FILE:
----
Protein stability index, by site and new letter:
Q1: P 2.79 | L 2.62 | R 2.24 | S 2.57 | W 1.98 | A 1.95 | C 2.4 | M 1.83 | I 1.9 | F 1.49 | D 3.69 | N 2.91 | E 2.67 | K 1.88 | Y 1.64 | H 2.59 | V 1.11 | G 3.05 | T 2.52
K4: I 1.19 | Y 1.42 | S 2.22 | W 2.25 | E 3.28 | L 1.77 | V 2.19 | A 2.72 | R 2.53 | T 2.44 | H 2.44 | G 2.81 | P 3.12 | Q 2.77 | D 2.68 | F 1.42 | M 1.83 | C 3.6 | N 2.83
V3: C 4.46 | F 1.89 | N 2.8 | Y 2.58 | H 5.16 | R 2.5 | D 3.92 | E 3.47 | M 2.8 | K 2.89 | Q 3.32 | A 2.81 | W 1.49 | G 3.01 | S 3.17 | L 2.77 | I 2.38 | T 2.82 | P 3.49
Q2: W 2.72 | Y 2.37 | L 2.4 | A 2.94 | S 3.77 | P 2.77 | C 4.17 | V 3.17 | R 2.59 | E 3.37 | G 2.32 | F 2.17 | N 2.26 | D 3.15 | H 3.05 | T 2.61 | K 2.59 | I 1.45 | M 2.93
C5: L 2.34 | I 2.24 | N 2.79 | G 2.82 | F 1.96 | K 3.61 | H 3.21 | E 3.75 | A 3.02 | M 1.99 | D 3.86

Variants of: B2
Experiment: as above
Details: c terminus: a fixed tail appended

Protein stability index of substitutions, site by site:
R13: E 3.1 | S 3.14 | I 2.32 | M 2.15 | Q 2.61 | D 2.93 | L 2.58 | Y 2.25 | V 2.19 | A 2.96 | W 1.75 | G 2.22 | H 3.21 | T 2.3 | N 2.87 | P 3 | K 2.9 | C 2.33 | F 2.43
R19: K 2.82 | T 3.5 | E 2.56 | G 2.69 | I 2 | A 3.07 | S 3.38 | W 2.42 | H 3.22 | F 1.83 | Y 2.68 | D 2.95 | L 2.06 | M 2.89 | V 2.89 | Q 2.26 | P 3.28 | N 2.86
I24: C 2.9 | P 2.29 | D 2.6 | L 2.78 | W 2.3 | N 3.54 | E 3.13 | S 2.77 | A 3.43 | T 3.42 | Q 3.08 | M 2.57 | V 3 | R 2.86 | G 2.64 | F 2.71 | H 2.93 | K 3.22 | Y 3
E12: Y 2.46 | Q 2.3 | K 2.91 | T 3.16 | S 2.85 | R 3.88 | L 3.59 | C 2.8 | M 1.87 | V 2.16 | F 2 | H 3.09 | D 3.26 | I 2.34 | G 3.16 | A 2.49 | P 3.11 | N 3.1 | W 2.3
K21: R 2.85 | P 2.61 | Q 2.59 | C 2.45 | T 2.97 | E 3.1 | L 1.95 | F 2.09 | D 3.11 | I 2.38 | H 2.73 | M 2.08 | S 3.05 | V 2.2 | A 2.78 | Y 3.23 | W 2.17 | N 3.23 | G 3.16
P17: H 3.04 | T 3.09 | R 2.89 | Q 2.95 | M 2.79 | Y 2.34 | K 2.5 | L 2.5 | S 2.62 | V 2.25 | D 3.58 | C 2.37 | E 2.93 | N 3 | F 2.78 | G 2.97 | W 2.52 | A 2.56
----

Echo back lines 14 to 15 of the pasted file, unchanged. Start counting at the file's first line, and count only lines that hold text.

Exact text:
E12: Y 2.46 | Q 2.3 | K 2.91 | T 3.16 | S 2.85 | R 3.88 | L 3.59 | C 2.8 | M 1.87 | V 2.16 | F 2 | H 3.09 | D 3.26 | I 2.34 | G 3.16 | A 2.49 | P 3.11 | N 3.1 | W 2.3
K21: R 2.85 | P 2.61 | Q 2.59 | C 2.45 | T 2.97 | E 3.1 | L 1.95 | F 2.09 | D 3.11 | I 2.38 | H 2.73 | M 2.08 | S 3.05 | V 2.2 | A 2.78 | Y 3.23 | W 2.17 | N 3.23 | G 3.16